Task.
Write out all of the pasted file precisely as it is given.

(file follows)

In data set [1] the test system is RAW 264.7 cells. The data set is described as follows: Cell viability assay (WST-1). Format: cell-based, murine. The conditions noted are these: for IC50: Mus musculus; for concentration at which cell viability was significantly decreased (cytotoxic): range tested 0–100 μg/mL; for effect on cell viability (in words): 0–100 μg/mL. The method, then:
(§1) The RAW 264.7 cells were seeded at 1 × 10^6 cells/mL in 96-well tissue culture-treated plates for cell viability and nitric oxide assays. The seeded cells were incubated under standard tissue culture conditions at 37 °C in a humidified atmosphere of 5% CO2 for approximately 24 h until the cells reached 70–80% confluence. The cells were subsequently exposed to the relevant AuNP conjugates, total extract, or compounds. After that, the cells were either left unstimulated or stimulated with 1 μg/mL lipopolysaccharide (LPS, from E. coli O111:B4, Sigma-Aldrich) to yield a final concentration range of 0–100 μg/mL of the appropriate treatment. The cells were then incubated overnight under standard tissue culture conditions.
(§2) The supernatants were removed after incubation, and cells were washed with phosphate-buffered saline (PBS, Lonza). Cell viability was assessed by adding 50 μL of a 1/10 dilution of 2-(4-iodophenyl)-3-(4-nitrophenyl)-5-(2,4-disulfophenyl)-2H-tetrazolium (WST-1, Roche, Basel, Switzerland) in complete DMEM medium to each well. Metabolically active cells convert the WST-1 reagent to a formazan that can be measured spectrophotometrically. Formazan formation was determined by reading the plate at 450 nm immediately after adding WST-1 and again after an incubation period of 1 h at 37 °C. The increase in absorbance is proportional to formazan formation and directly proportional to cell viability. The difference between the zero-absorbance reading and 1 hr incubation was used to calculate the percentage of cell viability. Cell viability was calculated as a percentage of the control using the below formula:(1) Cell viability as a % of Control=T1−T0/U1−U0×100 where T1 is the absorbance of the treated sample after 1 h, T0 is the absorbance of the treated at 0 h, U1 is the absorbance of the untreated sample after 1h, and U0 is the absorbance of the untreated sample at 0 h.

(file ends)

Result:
In data set [1] the test system is RAW 264.7 cells. The data set is described as follows: Cell viability assay (WST-1). Format: cell-based, murine. The conditions noted are these: for IC50: Mus musculus; for concentration at which cell viability was significantly decreased (cytotoxic): range tested 0–100 μg/mL; for effect on cell viability (in words): 0–100 μg/mL. The method, then:
(§1) The RAW 264.7 cells were seeded at 1 × 10^6 cells/mL in 96-well tissue culture-treated plates for cell viability and nitric oxide assays. The seeded cells were incubated under standard tissue culture conditions at 37 °C in a humidified atmosphere of 5% CO2 for approximately 24 h until the cells reached 70–80% confluence. The cells were subsequently exposed to the relevant AuNP conjugates, total extract, or compounds. After that, the cells were either left unstimulated or stimulated with 1 μg/mL lipopolysaccharide (LPS, from E. coli O111:B4, Sigma-Aldrich) to yield a final concentration range of 0–100 μg/mL of the appropriate treatment. The cells were then incubated overnight under standard tissue culture conditions.
(§2) The supernatants were removed after incubation, and cells were washed with phosphate-buffered saline (PBS, Lonza). Cell viability was assessed by adding 50 μL of a 1/10 dilution of 2-(4-iodophenyl)-3-(4-nitrophenyl)-5-(2,4-disulfophenyl)-2H-tetrazolium (WST-1, Roche, Basel, Switzerland) in complete DMEM medium to each well. Metabolically active cells convert the WST-1 reagent to a formazan that can be measured spectrophotometrically. Formazan formation was determined by reading the plate at 450 nm immediately after adding WST-1 and again after an incubation period of 1 h at 37 °C. The increase in absorbance is proportional to formazan formation and directly proportional to cell viability. The difference between the zero-absorbance reading and 1 hr incubation was used to calculate the percentage of cell viability. Cell viability was calculated as a percentage of the control using the below formula:(1) Cell viability as a % of Control=T1−T0/U1−U0×100 where T1 is the absorbance of the treated sample after 1 h, T0 is the absorbance of the treated at 0 h, U1 is the absorbance of the untreated sample after 1h, and U0 is the absorbance of the untreated sample at 0 h.